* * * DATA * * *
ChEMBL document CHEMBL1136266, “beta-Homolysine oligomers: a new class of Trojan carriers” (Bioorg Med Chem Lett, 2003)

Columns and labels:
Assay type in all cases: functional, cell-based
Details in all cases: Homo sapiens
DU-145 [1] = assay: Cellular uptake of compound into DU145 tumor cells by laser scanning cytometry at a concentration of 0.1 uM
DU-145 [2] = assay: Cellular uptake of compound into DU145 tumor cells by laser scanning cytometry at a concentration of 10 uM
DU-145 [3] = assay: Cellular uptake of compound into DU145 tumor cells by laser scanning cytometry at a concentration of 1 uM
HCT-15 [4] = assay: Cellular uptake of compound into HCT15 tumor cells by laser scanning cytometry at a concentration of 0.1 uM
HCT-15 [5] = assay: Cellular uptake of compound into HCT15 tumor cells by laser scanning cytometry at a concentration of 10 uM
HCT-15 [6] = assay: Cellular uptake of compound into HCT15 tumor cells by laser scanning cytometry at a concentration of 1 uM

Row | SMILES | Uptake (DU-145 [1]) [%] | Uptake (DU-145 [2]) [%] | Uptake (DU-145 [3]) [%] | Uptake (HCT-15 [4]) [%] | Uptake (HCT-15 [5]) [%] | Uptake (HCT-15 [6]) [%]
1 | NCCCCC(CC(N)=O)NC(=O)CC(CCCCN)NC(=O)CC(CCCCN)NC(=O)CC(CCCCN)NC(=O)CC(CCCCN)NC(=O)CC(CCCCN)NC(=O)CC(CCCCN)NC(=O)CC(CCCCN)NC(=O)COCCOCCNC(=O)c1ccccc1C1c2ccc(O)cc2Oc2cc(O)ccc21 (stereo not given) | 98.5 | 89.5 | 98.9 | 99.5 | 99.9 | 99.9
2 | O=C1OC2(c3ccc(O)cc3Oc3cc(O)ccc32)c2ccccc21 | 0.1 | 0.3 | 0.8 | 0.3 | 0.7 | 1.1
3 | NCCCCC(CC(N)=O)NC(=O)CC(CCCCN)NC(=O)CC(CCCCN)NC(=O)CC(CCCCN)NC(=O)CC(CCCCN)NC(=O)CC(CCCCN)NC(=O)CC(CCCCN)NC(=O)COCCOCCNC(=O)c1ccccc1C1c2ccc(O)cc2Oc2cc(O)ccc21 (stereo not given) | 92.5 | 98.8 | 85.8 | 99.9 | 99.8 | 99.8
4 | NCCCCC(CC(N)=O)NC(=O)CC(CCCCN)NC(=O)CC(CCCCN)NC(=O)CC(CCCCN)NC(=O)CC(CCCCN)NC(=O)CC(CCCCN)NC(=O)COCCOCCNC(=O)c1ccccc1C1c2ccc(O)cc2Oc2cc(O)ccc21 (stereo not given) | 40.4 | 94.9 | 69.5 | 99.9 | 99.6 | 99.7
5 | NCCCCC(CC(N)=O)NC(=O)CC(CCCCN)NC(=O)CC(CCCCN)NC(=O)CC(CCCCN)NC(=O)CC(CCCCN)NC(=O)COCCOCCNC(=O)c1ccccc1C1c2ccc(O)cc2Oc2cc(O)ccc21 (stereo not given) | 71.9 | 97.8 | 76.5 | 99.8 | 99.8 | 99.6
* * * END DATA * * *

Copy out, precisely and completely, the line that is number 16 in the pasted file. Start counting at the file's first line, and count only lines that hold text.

5 | NCCCCC(CC(N)=O)NC(=O)CC(CCCCN)NC(=O)CC(CCCCN)NC(=O)CC(CCCCN)NC(=O)CC(CCCCN)NC(=O)COCCOCCNC(=O)c1ccccc1C1c2ccc(O)cc2Oc2cc(O)ccc21 (stereo not given) | 71.9 | 97.8 | 76.5 | 99.8 | 99.8 | 99.6